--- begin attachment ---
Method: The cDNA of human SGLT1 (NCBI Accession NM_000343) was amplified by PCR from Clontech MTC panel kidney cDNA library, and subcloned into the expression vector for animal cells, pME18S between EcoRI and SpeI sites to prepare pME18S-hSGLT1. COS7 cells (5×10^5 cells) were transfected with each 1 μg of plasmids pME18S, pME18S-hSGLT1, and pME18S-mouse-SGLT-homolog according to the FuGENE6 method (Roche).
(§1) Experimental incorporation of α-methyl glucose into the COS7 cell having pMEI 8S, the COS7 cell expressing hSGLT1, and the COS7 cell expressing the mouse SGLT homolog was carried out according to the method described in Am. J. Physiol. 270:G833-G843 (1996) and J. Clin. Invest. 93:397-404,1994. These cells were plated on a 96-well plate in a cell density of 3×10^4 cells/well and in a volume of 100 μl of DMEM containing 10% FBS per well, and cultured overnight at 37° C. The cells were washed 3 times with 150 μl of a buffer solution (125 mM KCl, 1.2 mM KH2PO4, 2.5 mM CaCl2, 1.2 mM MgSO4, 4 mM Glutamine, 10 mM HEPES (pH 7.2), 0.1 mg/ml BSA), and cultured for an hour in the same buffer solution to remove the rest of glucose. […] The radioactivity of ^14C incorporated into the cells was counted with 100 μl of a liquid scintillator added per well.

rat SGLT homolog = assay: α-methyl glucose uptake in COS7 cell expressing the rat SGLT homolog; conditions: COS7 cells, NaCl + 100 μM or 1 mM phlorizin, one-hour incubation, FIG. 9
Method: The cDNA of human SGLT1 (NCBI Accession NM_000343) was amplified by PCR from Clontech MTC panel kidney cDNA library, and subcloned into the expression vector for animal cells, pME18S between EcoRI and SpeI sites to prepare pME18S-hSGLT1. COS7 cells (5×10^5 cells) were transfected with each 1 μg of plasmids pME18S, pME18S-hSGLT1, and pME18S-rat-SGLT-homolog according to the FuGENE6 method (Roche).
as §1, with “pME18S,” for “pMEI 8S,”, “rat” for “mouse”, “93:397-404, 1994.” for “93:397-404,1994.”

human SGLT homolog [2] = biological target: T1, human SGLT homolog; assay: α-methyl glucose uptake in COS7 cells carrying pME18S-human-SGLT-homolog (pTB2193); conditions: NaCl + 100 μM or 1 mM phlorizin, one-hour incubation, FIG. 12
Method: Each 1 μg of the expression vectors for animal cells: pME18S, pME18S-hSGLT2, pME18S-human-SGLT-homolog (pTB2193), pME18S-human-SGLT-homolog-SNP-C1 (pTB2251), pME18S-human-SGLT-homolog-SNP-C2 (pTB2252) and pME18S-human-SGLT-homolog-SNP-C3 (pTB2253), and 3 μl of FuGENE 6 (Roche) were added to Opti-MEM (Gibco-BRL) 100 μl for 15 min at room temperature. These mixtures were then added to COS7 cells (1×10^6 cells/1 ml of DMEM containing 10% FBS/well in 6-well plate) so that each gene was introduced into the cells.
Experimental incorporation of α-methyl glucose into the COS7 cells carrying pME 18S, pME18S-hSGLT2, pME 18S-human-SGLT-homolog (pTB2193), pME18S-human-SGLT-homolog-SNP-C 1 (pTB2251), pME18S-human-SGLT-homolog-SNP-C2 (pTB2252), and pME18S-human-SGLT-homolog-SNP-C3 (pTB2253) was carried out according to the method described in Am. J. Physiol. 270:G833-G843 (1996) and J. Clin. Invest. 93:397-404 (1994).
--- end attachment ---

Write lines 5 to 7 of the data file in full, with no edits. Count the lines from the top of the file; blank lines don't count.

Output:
as §1, with “pME18S,” for “pMEI 8S,”, “rat” for “mouse”, “93:397-404, 1994.” for “93:397-404,1994.”

human SGLT homolog [2] = biological target: T1, human SGLT homolog; assay: α-methyl glucose uptake in COS7 cells carrying pME18S-human-SGLT-homolog (pTB2193); conditions: NaCl + 100 μM or 1 mM phlorizin, one-hour incubation, FIG. 12
Method: Each 1 μg of the expression vectors for animal cells: pME18S, pME18S-hSGLT2, pME18S-human-SGLT-homolog (pTB2193), pME18S-human-SGLT-homolog-SNP-C1 (pTB2251), pME18S-human-SGLT-homolog-SNP-C2 (pTB2252) and pME18S-human-SGLT-homolog-SNP-C3 (pTB2253), and 3 μl of FuGENE 6 (Roche) were added to Opti-MEM (Gibco-BRL) 100 μl for 15 min at room temperature. These mixtures were then added to COS7 cells (1×10^6 cells/1 ml of DMEM containing 10% FBS/well in 6-well plate) so that each gene was introduced into the cells.